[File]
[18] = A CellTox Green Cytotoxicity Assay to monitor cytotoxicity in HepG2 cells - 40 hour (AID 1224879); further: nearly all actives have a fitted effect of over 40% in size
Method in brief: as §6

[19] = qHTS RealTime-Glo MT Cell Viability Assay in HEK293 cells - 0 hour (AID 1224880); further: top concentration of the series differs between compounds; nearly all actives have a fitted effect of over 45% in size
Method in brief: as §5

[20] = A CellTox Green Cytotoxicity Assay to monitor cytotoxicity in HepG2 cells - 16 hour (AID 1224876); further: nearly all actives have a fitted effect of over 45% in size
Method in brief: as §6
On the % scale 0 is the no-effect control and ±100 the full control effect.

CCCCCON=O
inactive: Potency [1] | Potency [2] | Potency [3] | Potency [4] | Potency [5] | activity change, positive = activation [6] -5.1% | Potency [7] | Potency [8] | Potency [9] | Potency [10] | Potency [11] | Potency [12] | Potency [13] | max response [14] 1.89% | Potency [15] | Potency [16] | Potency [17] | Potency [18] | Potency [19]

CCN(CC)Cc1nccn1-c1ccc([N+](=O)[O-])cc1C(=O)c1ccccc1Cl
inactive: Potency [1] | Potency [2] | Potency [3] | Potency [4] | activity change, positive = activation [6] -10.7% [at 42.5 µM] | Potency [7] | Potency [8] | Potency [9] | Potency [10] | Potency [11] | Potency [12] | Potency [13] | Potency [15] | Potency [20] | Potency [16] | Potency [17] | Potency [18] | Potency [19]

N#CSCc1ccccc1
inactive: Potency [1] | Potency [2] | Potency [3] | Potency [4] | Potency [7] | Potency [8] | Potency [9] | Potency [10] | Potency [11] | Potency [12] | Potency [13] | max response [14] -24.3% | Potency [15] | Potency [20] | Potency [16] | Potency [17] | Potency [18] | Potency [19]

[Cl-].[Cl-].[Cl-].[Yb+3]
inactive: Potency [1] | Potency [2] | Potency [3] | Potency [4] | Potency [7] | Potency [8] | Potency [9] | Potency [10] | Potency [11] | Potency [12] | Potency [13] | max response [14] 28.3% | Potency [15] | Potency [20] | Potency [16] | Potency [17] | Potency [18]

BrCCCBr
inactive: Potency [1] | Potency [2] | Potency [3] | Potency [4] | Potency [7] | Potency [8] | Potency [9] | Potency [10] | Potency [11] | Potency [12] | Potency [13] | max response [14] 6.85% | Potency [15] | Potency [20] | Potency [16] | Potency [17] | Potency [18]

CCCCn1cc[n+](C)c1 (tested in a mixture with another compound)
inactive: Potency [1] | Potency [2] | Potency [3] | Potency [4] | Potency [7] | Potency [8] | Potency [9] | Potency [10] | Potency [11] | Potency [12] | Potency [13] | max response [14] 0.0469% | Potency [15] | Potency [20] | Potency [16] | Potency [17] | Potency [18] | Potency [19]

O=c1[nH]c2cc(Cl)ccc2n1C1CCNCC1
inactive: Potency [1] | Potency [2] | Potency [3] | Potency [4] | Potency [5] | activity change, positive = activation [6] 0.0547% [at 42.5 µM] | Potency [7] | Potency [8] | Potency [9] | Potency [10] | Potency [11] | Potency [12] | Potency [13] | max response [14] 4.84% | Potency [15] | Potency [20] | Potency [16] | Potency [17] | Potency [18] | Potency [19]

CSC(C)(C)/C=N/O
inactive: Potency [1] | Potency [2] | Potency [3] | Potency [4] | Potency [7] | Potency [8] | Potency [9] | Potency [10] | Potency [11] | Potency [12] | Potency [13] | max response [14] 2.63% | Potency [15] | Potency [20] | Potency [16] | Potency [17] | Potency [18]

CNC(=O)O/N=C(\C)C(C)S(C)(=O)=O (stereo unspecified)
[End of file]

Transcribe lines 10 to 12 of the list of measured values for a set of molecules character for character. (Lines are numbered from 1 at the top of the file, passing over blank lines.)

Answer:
CCN(CC)Cc1nccn1-c1ccc([N+](=O)[O-])cc1C(=O)c1ccccc1Cl
inactive: Potency [1] | Potency [2] | Potency [3] | Potency [4] | activity change, positive = activation [6] -10.7% [at 42.5 µM] | Potency [7] | Potency [8] | Potency [9] | Potency [10] | Potency [11] | Potency [12] | Potency [13] | Potency [15] | Potency [20] | Potency [16] | Potency [17] | Potency [18] | Potency [19]

N#CSCc1ccccc1